I desire to offer a few observations on this Bill. In the first place, may I call attention to the somewhat unusual method adopted in carrying this Bill through the House, and to the somewhat indecent haste—[Cries of "Oh, oh!"]. Well, I think it is indecent haste. We only had one day to discuss the Second Reading, and one day for the Committee, while there was no opportunity for discussion on the Report stage. With all due deference to the hon. Member in charge of the Bill, I say it was not showing due respect to the House to take the Report stage after midnight, and now we are asked to finally pass the Bill without seeing in print the important alterations which have been made in it. The measure is described by the promoters as a "Bill for the better education of children." I yield to no man in my desire for further legislation calculated to improve the education of our children in our national elementary schools in order to better fit them for the battle of life. But will this Bill beneficially affect our children? I submit that it will not. Its scope is exceedingly small; it will only affect, I believe, something like 2 per cent. of the children in our elementary schools. It does not touch the real evil which is inherent in our system of national education. It rather does something to perpetuate it, for it may have the effect of compelling poor parents of half-timers to send their children to some less healthy and more arduous occupation. What was it one of our leading London papers, The Morning Post, said on this subject the other day? I will read it: More than a year ago the House of Commons called for a return of children who, while attending public elementary schools in England and Wales, are also engaged in labour. The belated report of the Education Department on the subject has just been published. The returns are avowedly incomplete; they are fragmentary, and in some degree misleading in the direction of optimism, and yet it must be said that they reveal such a scandalous condition of affairs as should not be allowed to exist for another year. Almost a hundred and fifty thousand children are confessed to be at work, earning wages, while putting in their full time at school… One child works from live to eight in the morning, and then After school well into the evening; and another begins work at three in the morning, and is frequently working till nine at night. A child of six does a certain amount of stone-breaking in a Northumberland quarry; and one of eight in Yorkshire spends some time in brick-making, and so on. The details are sickening. I endorse the observation that the details are sickening. And yet this Bill does not touch that great evil. It has absolutely nothing whatever to do with it. Why did not the hon. Member in charge of it take advantage of the opportunity to touch the larger question? Why did he merely deal with half-timers over eleven, when he might have dealt with the labour of children under eleven? It may be asked why we did not in Committee seek to amend what we considered to be a fundamental error of the Bill. Well, I think too much stress is laid on the mechanical and unpractical teaching in our elementary schools. It is assumed that the teaching there given is the best possible preparation for their future work in life. I submit that this is not the case at all. As a rule the children of a factory hand become in time factory hands, they have to earn their living by the sweat of their brow; and is it wise, then, to insist on a stereotyped system of education which in many eases does not fit them for the life they are bound to lead? A great distinction ought to be drawn between children under 11 and those over 11. Under that age is the proper time for them to acquire the necessary standard of elementary education, yet this Bill does not prevent them being engaged in labour which will interfere with that education. It has never been proved that after attaining 11 years the work done by the half-timers affects their health. On the contrary, it does prepare them for their life in the future. It is frequently said that children who leave school at 12 years of age quickly forget everything they have learned. But is that their fault? Is it not rather the fault of the system? This Bill begins at the wrong end; it should protect the very young children, and not interfere with the half-timers. Has it been found that University education helps our young men who are seeking a livelihood at Klondyke or in the Australian wilds? Book-learning does not necessarily fit a child for the battle of life, while it is possible to inflict serious injury on a child by preventing it learning in time the practical business of life. What is the view of the glass-blowers on this question? At their instigation I opposed a clause in the Factory and Workshops Bill of 1895 which affected them. In a petition on the subject they say: We find it quite impossible to get all our boys 14 years of age or over, as there are about 1,500 or 1,600 boys employed in the glass trade of St. Helens who all have to work night-work in different turns or shifts. Thus it is quite necessary for us to catch them at 13, directly they have passed their standards and left the school, as it is much easier to train them to the work than if they have to wait a year, and in that time they either get into some other industry or are inclined to become loafers and will not work. This period of a year or two makes a very serious difference in the glass bottle trade. Our present hours of working in the glass bottle trade (which is one of the staple trades of St. Helens, employing over 2,000 men and boys) are 51 hours per week, alternately weekly day and night turns. The week that we are on the day turn we finish at 5 p.m. on the Friday and do not start till 5.30 p m. on the following Monday, and thus we have an interval of about 72 hours. The week that we are on the night turn we always have an interval of 48 hours. We work in turns of three men and three boys, and in some cases four boys, and it is very important that they should always work together and that the boys should not be changed, otherwise our wages are lessened and the work made much harder. It is not our desire to increase the hours of working, but we ask that our boys of 13 or over who have passed their standards be allowed to work night turns as well as day, arid so avoid the change of boys in turns every week. Under the Act of 1897 boys of 13 cannot be employed night turns, and con- sequently have to change sets in which they work every week, which is most injurious to those who have to take all night work, as above stated, and injurious to the effective and harmonious working of the turns and trade generally. That, I think, supplies an illustration of my argument. It is possible that the legislation now asked for may have the same effect. Boys may be deprived of an opportunity of learning a good trade, they may be turned into loafers, and—although I do not lay much stress on this—the Bill may inflict injury on our trade, and help to drive it into the hands of foreign competitors. I submit this Bill may involve those dangers. I would wish to allude to the Amendment introduced by the hon. Member in charge of this Bill. I have been unable to get a printed copy of it, but I was present at the Debate, and remember something of it. The House will remember that the hon. Member made an exception in the case of boys between 11 and 13 employed in agriculture, which practically made them half-timers. The hon. Member's original Amendment was that they should not be required to attend school more than 300 times in any year, but he subsequently reduced the number to 250. I submit that 250 is too large. The maximum attendance of a full timer is 420; why, therefore, should the hon. Member take 250, which is more than half the maximum, as the number for half-timers? I think the hon. Member was very unreasonable in not accepting the further Amendment moved by my hon. friend. But I wish to know why this exception only applies to country boys. I venture to think it is equally necessary to apply it to town boys. The exception applies to urban districts, but not to towns, and the boys must be employed in agriculture, though the Amendment does not say how long or in what way, which I think will lead to considerable confusion. Why should it not apply to town boys? They have also to learn a trade and the business of life, and why should they have to wait for the opportunity until they are 12? It may be said that country boys lead a more healthy life, but that has never been proved. No doubt an open-air life conduces to health, but we cannot all live in the country, and it has never been proved that life in a mill is more unhealthy than life in an elementary school. At all events, it is an illogical Amendment, and I think the Amendment of my hon. friend the Member for Stockport ought to have been accepted, because the original Amendment draws a very unfair distinction between country boys and town boys. Let me allude to another minor difficulty. The Amendment applies only to boys employed in agriculture, but it does not say they must be so employed all the time. They may be only employed for a week in agriculture, and because of that week secure exemption, and be then employed in some other way. Take the case of the son of a gamekeeper. He would probably be going around with his father, setting traps and doing other kinds of work. Why should that boy, any more than the boy employed in agriculture, have to make a full attendance at school? It may be very necessary for him to learn his trade, and why should the opportunity be postponed for a year? The Bill is an anomaly and an injustice. I do not wish to detain the House, but I will say that in endeavouring to bring before it some of the reasons why I am opposed to this measure I have spoken from absolute conviction. I do not represent any cotton factory, but I happen to be chairman of a large Lancashire and Cheshire working men's federation, the members of which, absolutely unsolicited, have almost unanimously represented to me that they are hostile to this Bill. The feelings of these men ought to be respected. They know what they are about. Many thousands of Lancashire men resent the opinion that they cannot be trusted with the management of their own children, and they may bring that resentment home to hon. Members at the next General Election. These are some of the reasons why I think this is a mistaken Bill. I give full credit to the motives which actuate hon. Members who support it. I share their desire to benefit the children of this country, to increase their education, and to prevent their improper employment; but this Bill does not do any good in that direction at all, and it may do a great deal of harm. I am perfectly aware that the Second Reading was carried by an enormous majority; but large majorities are not always right.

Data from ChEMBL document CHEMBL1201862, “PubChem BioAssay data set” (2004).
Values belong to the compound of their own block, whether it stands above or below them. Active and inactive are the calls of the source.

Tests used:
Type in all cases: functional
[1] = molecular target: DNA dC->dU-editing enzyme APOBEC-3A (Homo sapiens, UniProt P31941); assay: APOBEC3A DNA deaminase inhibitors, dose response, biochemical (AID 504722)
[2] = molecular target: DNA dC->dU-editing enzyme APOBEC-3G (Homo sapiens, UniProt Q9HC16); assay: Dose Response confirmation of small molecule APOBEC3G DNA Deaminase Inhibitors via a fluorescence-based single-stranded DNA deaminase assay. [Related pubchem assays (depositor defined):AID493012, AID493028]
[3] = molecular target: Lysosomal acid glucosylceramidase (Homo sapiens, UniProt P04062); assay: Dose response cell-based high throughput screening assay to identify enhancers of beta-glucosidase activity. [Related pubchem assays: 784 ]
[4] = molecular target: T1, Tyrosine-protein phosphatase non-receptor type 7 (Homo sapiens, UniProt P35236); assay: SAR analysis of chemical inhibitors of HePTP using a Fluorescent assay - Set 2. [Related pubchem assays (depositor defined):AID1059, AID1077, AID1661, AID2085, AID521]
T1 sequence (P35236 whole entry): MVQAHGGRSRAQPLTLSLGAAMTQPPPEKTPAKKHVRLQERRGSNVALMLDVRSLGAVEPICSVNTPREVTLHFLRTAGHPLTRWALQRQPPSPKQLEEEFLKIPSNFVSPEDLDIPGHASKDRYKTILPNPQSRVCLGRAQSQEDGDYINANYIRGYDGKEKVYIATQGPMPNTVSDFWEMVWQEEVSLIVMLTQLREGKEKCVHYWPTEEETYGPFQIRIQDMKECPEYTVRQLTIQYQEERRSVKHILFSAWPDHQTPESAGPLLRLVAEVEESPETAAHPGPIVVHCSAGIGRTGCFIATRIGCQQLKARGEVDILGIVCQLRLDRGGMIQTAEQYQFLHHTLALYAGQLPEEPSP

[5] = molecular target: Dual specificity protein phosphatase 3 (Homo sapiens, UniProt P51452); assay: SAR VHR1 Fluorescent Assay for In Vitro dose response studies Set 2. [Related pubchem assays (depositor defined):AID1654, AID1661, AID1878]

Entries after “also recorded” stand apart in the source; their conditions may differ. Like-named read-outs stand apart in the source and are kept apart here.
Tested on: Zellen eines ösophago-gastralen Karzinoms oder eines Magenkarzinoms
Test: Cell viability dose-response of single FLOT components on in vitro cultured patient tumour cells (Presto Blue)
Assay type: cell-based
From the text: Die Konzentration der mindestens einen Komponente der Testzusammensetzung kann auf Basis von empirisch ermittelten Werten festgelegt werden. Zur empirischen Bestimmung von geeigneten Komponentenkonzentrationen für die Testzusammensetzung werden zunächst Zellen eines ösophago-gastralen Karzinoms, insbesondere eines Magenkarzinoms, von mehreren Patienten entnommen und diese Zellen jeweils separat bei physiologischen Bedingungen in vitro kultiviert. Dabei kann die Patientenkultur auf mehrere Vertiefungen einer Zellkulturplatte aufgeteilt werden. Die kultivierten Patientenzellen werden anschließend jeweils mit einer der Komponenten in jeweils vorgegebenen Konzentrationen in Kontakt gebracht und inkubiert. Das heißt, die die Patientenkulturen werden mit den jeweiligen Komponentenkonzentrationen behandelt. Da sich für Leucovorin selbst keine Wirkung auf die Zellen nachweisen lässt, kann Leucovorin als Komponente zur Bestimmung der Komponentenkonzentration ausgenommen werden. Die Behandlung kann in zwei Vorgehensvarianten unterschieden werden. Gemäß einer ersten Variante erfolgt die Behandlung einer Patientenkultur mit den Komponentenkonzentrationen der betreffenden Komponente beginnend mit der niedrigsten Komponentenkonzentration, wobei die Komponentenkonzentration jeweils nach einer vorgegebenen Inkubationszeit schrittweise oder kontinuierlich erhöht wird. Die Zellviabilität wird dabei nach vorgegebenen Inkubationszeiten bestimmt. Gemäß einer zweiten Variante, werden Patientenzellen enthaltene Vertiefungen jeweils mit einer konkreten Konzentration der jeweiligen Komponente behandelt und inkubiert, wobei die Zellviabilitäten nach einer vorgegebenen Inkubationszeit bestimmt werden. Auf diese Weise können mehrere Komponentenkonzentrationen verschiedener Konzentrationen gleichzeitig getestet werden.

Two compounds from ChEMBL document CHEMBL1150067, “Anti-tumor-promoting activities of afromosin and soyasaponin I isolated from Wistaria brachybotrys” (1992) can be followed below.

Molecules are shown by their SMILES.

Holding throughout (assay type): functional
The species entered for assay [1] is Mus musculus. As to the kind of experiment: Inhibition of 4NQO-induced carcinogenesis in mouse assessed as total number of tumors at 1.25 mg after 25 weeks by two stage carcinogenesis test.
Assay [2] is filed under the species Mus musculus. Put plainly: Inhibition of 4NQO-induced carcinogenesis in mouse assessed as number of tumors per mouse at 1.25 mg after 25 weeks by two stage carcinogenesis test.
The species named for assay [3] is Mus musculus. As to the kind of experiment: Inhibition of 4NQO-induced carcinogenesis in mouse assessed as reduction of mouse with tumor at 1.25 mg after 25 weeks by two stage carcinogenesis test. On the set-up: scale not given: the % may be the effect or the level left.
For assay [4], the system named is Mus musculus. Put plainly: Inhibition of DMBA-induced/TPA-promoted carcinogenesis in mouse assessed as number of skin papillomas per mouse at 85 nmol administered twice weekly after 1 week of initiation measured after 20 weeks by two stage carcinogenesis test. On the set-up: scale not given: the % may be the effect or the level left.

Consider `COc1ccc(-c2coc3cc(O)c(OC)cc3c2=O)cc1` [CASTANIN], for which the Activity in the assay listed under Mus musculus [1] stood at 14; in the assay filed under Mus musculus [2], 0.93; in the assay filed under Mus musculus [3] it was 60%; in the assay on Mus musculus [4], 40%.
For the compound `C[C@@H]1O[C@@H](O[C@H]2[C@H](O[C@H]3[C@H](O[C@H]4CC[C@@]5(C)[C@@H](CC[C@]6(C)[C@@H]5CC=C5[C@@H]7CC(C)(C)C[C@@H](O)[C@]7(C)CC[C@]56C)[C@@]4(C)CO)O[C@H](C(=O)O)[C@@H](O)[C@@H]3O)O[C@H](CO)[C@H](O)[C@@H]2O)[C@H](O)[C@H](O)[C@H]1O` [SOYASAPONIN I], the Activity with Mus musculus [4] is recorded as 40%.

Amendment proposed— To leave out the word 'now,' and at the end of the Question to add the words 'upon this day three months.'"—(Mr. Seton-Karr).